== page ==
As you consider moving forward with estate planning, you may find yourself in need of various information. You may have questions regarding certain types of planning tools, what information you can include in your plan and how the details of your estate could impact the planning process. Your assets in particular could play an important role in determining how you could create the best plan for your circumstances.
One important area to gain more knowledge on relates to the probate process. Many Nevada residents may not know whether their estates could need to go through this legal proceeding after their deaths. In order to determine whether it may prove necessary, you may find it helpful to understand whether you have probate assets.
Items outside a trust
A trust is an estate planning tool that could help your estate avoid the probate process. Assets that you place into the trust before your death are removed from the estate, and distribution of those items adhere to the terms you set for the trust account. However, if you fail to place items into the trust or simply do not feel they need including, those assets will likely need to go through probate proceedings. Even with a pour-over will, probate would still need to take place.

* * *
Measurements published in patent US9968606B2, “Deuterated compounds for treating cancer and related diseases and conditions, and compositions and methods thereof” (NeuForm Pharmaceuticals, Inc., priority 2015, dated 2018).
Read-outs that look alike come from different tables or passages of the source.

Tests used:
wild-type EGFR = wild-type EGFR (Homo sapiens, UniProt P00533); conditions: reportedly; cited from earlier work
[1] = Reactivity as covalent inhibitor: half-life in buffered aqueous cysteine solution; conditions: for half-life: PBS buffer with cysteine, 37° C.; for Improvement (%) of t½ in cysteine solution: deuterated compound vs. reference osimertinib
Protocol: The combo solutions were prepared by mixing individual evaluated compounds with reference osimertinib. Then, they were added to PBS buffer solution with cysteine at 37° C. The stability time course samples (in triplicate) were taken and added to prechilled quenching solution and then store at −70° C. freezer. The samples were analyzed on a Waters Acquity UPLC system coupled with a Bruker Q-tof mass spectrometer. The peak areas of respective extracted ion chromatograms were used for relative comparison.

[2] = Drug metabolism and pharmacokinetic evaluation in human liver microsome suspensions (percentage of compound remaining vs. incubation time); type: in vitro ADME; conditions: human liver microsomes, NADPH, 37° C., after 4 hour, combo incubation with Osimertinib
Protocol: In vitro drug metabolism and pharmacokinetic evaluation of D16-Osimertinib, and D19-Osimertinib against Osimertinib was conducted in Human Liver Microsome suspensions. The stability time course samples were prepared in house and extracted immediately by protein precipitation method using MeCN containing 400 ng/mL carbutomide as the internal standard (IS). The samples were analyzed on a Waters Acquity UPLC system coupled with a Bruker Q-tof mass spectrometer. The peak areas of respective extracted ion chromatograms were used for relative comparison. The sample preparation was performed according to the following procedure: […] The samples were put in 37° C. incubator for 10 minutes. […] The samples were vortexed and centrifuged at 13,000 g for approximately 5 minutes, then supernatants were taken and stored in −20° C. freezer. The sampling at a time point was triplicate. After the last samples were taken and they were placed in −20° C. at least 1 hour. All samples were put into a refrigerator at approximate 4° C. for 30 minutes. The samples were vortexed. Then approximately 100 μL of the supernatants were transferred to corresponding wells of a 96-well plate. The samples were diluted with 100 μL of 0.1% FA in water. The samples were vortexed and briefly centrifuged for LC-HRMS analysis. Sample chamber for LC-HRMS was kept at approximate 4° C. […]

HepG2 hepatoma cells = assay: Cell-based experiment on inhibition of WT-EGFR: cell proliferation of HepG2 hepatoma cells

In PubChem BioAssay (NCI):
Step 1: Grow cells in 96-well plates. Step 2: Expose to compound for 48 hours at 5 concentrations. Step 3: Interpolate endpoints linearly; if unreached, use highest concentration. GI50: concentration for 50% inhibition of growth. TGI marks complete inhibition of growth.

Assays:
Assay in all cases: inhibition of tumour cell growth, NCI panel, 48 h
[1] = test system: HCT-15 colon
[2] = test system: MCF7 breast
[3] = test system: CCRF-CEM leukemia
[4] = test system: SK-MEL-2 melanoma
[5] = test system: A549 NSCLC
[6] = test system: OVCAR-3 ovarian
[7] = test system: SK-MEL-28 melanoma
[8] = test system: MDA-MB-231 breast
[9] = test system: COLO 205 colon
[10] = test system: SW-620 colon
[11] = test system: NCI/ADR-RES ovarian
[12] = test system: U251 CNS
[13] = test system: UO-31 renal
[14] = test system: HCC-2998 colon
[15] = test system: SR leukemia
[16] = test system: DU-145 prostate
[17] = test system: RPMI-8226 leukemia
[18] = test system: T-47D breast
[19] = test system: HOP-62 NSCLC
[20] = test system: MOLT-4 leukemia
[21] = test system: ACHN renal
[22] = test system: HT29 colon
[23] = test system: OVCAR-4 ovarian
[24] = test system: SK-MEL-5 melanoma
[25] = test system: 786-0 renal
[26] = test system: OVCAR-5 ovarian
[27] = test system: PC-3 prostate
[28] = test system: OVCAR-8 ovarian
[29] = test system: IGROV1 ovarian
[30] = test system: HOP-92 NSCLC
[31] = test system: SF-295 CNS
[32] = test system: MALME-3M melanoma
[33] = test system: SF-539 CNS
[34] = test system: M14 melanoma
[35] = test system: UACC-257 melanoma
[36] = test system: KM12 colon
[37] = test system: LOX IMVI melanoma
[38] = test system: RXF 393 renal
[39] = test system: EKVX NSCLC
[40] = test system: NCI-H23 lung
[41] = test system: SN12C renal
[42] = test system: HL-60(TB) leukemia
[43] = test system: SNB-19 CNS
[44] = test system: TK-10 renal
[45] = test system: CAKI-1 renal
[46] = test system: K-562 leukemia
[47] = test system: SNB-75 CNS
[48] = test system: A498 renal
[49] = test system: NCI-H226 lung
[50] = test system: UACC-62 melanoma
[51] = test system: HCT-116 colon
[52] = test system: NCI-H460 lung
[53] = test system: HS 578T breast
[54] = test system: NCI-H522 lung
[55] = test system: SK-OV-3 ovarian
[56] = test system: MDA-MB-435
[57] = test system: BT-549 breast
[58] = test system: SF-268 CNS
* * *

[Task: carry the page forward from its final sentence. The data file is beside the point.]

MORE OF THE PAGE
Solely-owned personal property
Other assets that will likely need probating include individually owned property. These items can range from small pieces to immensely valuable items. Some personal property that often goes through probate include bank account funds, vehicles, real estate, collectables and household items. However, if the bank accounts or other assets allow for pay-on-death designations or direct beneficiary designations, they may skip probate.
Direct designation exceptions
Though assets that have direct beneficiary designations may avoid probate, there are exceptions to this possibility. For instance, if you do not name a person as a beneficiary or do not make an account payable on death, those assets will likely need to go through probate in order to determine who should receive the property. Some accounts that often allow for beneficiary designations include life insurance policies, retirement accounts and savings accounts.
Creating a plan
If you believe that learning more about probate assets could help you during your estate planning endeavors, you may wish to seek reliable information on this topic. Additionally, if you hope to help your family avoid probate or want to plan around the possibility of needing probate, you may want to explore the planning tools that may prove most useful to you. Utilizing local legal resources may benefit you during the planning process.